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Il cinema indiano: non solo Hollywood

Won 3 Filmfare Awards: Best Cinematography; Best Dialogue Writer; Best Film - 5 Nominations Filmfare Awards: Best Actress; Best Director; Best Lyricist; Best Music Director; Best Playback Singer


1960, regia di K. Asif



Scheda: Nazione: India - Produzione: Sterling Investment Corp. - Distribuzione: Shemaroo Video Pvt. Ltd, UTV Motion Pictures, Star Tv - Soggetto: Aman - Sceneggiatura: Aman, K. Asif - Dialoghi: Aman, Kamal Amrohi, Vajahat Mirza, Ehsan Rizvi - Fotografia: R.D. Mathur - Montaggio: Dharamvir - Art Direction: M.K. Syed - Musiche: Naushad - Effetti speciali: Ansari - Formato: B.N.-Technicolor, linguaggio Urdu - Durata: 173' (191').

Cast: Prithviraj Kapoor, Dilip Kumar, Madhubala, Durga Khote, Nigar Sultana, Ajit, M. Kumar, Murad, Jilloo Maa, Vijayalaxmi, S. Nazir, Sheela Delaya, Surinder, Johnny Walker, Jalal Agha, Tabassum, Gopi Krishna.





Trama e commenti: - - - - « «tema matrimoniale» è quello fondamentale (o, se non fondamentale: un quasi ineludibile tema secondario) di tutto il cinema indiano, non solo di Bollywood, ma anche dei film cosiddetti «d’arte» (da Mughal-e-Azam a Mr e Mrs Iyer, per esempio). La caratteristica del «tema matrimoniale indiano» è di avere sempre tre candidati allo sposalizio o all’unione: due donne e un uomo, o due uomini e una donna. ... Mughal-e-Azam (1960), diretto da K. Asif, [sull'amore del principe Jahangir per la danzatrice Anarkali] è uno dei più importanti film indiani mai realizzati».

Plot Summary, Synopsis, Review: IMDb - - - - - - - - - - «The theme of the conflict between passionate individual love (pyar, mohabbat) and duty — especially the duty owed to one's father and patriarchal family lineage (involving the obligation to maintain izzat or "honor", maryada, "propriety," and usool, "principles") may be to mainstream Hindi filmmaking what "boy meets girl" was to Samuel Goldwyn's Hollywood — an abiding preoccupation that spawns endless cinematic permutations. Yet for sheer baroque grandiosity, K. Asif's excessive elaboration of the theme remains in a class by itself, and more than forty years after its release, still holds a place on nearly every list of the "ten best Hindi films of all time." Purportedly a decade in the making, it was said to have been the costliest film yet produced in India. It's not hard to see why. Asif's grand operatic vision piles spectacle on spectacle, moving masses of extras with a choreography reminiscent of Fritz Lang or Sergei Eisenstein, and fabricating fairtytale sets that have definitively stamped popular imaginings of Mughal imperial opulence. Asif's ultimate trump card was technicolor—then prohibitively expensive for Indian filmmakers, and so reserved by the director for two legendary climactic musical scenes, both set in the royal pleasure pavilion or Shish Mahal ("palace of mirrors," stunningly crafted by mirrorwork master Agha Shirazi), that unfold as mind-blowing epiphanies. The simple storyline blends facts of history—the sometimes tumultuous relationship between the Mughal empire's most charismatic ruler, Akbar the Great (1542-1605), and his eldest son and designated heir Prince Salim (later the Emperor Jahangir, 1569-1627), a far weaker character with a well-attested taste for wine, women, and opium—with the popular story of the slave girl and court dancer Anarkali ("pomegranate blossom"), for whose sake Salim is supposed to have defied his father, and whose legendary fate was to be walled-up alive at Akbar's order. In the role of Akbar, Prithviraj Kapoor gives his quintessential performance as outwardly-stern-but-inwardly-suffering patriarch (cf. Judge Raghunath in Awara), declaiming every line (composed in an Urdu so thickly Persianized one could weave rugs out of it) in a stentorian baritone that even Amitabh Bachchan might envy. ...».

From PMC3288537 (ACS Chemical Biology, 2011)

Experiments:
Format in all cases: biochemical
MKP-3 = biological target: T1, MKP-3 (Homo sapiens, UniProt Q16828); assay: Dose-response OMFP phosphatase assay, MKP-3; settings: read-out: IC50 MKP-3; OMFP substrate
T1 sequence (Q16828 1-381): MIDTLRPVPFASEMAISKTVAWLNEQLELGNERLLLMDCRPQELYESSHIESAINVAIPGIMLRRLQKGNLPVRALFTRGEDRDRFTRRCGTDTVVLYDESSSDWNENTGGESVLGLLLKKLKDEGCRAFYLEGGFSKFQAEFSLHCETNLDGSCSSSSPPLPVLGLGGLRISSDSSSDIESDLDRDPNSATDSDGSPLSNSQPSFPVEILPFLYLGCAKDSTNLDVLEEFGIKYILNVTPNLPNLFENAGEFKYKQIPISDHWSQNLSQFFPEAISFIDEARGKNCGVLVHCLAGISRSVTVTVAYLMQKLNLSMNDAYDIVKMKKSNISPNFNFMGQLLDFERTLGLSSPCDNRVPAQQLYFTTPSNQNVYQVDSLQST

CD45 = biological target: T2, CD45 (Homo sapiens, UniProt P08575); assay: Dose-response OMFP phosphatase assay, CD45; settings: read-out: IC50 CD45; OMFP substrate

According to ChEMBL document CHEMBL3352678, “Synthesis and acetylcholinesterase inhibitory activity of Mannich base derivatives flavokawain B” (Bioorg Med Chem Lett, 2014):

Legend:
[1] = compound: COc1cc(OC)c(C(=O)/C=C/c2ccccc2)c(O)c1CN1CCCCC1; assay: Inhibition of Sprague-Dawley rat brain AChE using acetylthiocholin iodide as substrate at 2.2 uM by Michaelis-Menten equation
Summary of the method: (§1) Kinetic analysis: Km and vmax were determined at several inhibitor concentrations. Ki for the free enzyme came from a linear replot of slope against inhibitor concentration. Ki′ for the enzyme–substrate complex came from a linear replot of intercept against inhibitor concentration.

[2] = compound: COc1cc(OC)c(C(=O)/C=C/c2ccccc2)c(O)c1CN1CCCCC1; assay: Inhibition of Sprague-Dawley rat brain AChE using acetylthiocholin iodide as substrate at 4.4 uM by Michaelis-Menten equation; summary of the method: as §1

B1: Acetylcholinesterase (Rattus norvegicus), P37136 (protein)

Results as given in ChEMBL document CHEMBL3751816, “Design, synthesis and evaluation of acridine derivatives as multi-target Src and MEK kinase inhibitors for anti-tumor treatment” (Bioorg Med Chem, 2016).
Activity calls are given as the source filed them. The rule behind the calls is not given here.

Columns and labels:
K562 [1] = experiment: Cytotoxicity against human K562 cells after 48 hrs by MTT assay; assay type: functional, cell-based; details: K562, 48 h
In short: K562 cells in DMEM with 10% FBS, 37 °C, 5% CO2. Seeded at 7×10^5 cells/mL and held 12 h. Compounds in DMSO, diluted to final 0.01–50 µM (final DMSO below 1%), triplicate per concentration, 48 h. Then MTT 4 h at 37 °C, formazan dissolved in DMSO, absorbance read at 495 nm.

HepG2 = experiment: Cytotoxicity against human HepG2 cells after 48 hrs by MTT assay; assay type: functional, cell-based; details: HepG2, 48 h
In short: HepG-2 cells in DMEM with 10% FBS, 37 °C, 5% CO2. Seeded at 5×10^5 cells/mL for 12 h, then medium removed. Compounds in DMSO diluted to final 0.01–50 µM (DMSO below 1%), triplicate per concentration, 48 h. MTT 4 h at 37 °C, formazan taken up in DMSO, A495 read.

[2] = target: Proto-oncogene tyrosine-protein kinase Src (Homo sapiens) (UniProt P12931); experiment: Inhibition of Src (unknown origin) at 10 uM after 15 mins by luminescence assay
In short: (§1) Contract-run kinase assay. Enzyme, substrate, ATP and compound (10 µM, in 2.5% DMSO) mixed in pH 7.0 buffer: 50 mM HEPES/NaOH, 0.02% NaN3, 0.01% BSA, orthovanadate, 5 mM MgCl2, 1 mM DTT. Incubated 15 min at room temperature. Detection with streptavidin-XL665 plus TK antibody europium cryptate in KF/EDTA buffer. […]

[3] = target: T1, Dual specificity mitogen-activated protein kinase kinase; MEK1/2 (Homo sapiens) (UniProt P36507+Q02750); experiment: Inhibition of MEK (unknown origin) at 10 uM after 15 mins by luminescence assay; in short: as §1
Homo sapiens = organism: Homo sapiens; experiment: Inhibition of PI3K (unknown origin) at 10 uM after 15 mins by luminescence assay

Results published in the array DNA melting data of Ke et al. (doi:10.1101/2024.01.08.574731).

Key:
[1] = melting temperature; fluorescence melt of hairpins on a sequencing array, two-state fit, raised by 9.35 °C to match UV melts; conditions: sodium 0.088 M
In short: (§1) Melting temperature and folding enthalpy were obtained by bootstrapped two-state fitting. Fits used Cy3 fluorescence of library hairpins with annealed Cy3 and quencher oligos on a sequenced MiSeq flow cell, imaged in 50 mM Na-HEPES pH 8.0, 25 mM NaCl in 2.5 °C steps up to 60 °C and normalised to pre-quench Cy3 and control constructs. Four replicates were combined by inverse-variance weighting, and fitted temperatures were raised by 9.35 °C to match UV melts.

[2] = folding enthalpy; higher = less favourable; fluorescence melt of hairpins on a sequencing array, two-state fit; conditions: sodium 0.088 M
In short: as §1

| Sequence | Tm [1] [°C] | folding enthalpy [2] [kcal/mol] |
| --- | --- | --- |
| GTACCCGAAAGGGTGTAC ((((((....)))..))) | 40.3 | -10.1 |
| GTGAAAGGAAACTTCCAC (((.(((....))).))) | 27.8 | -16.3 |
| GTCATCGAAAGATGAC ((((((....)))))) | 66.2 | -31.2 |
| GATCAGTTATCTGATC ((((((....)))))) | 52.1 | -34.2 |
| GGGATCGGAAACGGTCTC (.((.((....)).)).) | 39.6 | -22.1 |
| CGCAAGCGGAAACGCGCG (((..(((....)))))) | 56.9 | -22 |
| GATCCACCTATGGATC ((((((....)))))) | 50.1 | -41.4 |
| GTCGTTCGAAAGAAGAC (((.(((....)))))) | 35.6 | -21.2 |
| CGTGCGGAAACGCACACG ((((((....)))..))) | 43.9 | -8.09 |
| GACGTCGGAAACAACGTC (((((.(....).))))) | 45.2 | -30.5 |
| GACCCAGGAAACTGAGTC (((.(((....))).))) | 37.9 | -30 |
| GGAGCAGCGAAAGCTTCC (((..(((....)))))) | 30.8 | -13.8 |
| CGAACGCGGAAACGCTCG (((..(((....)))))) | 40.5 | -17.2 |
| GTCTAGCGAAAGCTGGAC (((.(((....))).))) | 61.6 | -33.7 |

Approfondimenti: Movie Review


Il film, conosciuto anche con i titoli: The Great Mughal; The Emperor of the Mughals, nel 2004 è stato ripresentato in versione colorized.




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